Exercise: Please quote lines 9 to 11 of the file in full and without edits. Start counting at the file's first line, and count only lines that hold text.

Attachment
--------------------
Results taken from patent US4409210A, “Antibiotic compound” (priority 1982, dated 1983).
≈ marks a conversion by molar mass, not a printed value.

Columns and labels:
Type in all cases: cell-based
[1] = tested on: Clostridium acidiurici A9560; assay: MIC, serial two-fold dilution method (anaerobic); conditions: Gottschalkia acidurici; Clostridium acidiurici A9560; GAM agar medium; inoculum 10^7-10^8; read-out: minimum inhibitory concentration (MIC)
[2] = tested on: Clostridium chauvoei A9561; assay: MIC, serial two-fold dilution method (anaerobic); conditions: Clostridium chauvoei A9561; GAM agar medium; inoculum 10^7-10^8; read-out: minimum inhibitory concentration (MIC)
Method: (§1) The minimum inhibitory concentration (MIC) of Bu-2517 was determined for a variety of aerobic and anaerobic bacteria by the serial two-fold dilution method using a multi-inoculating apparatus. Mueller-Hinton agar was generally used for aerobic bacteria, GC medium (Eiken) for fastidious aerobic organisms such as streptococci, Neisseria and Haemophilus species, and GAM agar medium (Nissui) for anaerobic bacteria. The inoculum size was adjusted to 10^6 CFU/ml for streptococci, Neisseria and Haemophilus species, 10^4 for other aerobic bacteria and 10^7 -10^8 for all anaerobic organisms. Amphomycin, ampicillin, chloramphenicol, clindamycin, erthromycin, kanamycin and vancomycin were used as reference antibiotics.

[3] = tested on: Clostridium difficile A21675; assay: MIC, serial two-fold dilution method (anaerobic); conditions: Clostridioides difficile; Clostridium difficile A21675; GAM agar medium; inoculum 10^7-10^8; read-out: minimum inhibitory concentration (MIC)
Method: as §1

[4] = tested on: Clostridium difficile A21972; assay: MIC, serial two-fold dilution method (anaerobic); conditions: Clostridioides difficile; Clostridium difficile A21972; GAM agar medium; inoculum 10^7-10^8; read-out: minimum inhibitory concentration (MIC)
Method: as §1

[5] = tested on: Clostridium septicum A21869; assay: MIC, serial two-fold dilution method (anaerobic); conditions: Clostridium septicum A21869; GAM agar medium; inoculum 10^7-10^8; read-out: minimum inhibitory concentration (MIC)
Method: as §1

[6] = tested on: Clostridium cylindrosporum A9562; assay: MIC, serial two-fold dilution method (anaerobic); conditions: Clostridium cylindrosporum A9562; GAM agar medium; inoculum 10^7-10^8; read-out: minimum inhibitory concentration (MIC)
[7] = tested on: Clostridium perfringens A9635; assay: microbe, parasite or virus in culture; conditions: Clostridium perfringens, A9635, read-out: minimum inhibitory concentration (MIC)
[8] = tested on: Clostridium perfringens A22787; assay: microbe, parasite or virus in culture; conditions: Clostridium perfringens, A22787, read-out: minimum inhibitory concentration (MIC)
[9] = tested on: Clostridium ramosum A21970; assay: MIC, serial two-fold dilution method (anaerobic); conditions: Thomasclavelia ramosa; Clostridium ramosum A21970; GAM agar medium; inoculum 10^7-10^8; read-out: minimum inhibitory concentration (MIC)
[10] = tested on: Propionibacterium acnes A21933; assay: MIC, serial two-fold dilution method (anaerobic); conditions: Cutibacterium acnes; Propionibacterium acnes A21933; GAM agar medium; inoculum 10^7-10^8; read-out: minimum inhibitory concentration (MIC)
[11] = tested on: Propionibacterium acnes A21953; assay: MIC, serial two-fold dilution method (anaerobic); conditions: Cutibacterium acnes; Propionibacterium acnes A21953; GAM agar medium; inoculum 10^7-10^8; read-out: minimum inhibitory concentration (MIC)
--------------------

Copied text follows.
Method: as §1

[4] = tested on: Clostridium difficile A21972; assay: MIC, serial two-fold dilution method (anaerobic); conditions: Clostridioides difficile; Clostridium difficile A21972; GAM agar medium; inoculum 10^7-10^8; read-out: minimum inhibitory concentration (MIC)
Method: as §1